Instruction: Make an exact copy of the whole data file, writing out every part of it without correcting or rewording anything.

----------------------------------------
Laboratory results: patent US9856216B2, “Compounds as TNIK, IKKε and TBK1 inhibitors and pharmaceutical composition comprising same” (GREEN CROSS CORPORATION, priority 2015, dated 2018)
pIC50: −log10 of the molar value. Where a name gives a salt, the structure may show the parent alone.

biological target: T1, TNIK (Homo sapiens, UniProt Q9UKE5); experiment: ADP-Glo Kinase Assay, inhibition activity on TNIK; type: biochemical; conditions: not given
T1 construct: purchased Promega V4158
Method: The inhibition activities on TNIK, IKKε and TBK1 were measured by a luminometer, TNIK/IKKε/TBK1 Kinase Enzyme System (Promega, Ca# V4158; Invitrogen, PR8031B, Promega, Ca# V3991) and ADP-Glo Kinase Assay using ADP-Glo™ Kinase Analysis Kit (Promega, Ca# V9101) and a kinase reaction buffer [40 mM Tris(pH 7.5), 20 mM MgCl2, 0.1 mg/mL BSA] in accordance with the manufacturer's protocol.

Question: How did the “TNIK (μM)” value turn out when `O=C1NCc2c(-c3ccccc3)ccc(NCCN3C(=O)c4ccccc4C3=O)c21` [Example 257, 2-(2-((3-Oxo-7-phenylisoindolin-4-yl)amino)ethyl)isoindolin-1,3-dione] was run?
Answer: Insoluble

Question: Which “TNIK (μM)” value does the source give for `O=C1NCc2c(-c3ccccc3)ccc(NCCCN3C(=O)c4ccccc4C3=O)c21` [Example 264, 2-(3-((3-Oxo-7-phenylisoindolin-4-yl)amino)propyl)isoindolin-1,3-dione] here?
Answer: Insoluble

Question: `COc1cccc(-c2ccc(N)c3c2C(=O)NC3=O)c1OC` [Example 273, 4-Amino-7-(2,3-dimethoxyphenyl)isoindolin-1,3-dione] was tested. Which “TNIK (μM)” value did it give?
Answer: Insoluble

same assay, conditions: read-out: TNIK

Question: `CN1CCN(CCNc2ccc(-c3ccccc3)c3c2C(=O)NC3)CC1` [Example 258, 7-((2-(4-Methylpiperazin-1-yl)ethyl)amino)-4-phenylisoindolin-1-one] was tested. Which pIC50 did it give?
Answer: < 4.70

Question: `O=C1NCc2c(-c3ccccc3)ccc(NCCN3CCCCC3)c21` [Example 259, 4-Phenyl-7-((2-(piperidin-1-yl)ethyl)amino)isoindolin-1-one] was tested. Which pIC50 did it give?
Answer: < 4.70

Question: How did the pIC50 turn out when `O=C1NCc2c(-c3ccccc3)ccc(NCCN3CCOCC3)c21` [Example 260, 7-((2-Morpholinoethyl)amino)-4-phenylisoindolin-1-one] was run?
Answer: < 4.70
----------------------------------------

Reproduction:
Laboratory results: patent US9856216B2, “Compounds as TNIK, IKKε and TBK1 inhibitors and pharmaceutical composition comprising same” (GREEN CROSS CORPORATION, priority 2015, dated 2018)
pIC50: −log10 of the molar value. Where a name gives a salt, the structure may show the parent alone.

biological target: T1, TNIK (Homo sapiens, UniProt Q9UKE5); experiment: ADP-Glo Kinase Assay, inhibition activity on TNIK; type: biochemical; conditions: not given
T1 construct: purchased Promega V4158
Method: The inhibition activities on TNIK, IKKε and TBK1 were measured by a luminometer, TNIK/IKKε/TBK1 Kinase Enzyme System (Promega, Ca# V4158; Invitrogen, PR8031B, Promega, Ca# V3991) and ADP-Glo Kinase Assay using ADP-Glo™ Kinase Analysis Kit (Promega, Ca# V9101) and a kinase reaction buffer [40 mM Tris(pH 7.5), 20 mM MgCl2, 0.1 mg/mL BSA] in accordance with the manufacturer's protocol.

Question: How did the “TNIK (μM)” value turn out when `O=C1NCc2c(-c3ccccc3)ccc(NCCN3C(=O)c4ccccc4C3=O)c21` [Example 257, 2-(2-((3-Oxo-7-phenylisoindolin-4-yl)amino)ethyl)isoindolin-1,3-dione] was run?
Answer: Insoluble

Question: Which “TNIK (μM)” value does the source give for `O=C1NCc2c(-c3ccccc3)ccc(NCCCN3C(=O)c4ccccc4C3=O)c21` [Example 264, 2-(3-((3-Oxo-7-phenylisoindolin-4-yl)amino)propyl)isoindolin-1,3-dione] here?
Answer: Insoluble

Question: `COc1cccc(-c2ccc(N)c3c2C(=O)NC3=O)c1OC` [Example 273, 4-Amino-7-(2,3-dimethoxyphenyl)isoindolin-1,3-dione] was tested. Which “TNIK (μM)” value did it give?
Answer: Insoluble

same assay, conditions: read-out: TNIK

Question: `CN1CCN(CCNc2ccc(-c3ccccc3)c3c2C(=O)NC3)CC1` [Example 258, 7-((2-(4-Methylpiperazin-1-yl)ethyl)amino)-4-phenylisoindolin-1-one] was tested. Which pIC50 did it give?
Answer: < 4.70

Question: `O=C1NCc2c(-c3ccccc3)ccc(NCCN3CCCCC3)c21` [Example 259, 4-Phenyl-7-((2-(piperidin-1-yl)ethyl)amino)isoindolin-1-one] was tested. Which pIC50 did it give?
Answer: < 4.70

Question: How did the pIC50 turn out when `O=C1NCc2c(-c3ccccc3)ccc(NCCN3CCOCC3)c21` [Example 260, 7-((2-Morpholinoethyl)amino)-4-phenylisoindolin-1-one] was run?
Answer: < 4.70